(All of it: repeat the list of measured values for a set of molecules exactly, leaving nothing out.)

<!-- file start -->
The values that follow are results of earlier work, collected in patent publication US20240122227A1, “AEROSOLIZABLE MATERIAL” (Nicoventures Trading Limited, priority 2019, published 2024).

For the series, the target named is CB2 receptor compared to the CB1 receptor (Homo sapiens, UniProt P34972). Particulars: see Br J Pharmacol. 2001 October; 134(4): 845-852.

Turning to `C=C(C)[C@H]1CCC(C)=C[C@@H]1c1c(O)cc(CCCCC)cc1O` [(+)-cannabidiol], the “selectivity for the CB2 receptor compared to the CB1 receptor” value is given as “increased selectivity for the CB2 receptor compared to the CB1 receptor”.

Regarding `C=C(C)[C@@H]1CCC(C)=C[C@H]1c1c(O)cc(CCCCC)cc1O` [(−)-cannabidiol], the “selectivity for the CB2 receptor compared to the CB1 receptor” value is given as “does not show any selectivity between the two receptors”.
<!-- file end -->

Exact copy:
The values that follow are results of earlier work, collected in patent publication US20240122227A1, “AEROSOLIZABLE MATERIAL” (Nicoventures Trading Limited, priority 2019, published 2024).

For the series, the target named is CB2 receptor compared to the CB1 receptor (Homo sapiens, UniProt P34972). Particulars: see Br J Pharmacol. 2001 October; 134(4): 845-852.

Turning to `C=C(C)[C@H]1CCC(C)=C[C@@H]1c1c(O)cc(CCCCC)cc1O` [(+)-cannabidiol], the “selectivity for the CB2 receptor compared to the CB1 receptor” value is given as “increased selectivity for the CB2 receptor compared to the CB1 receptor”.

Regarding `C=C(C)[C@@H]1CCC(C)=C[C@H]1c1c(O)cc(CCCCC)cc1O` [(−)-cannabidiol], the “selectivity for the CB2 receptor compared to the CB1 receptor” value is given as “does not show any selectivity between the two receptors”.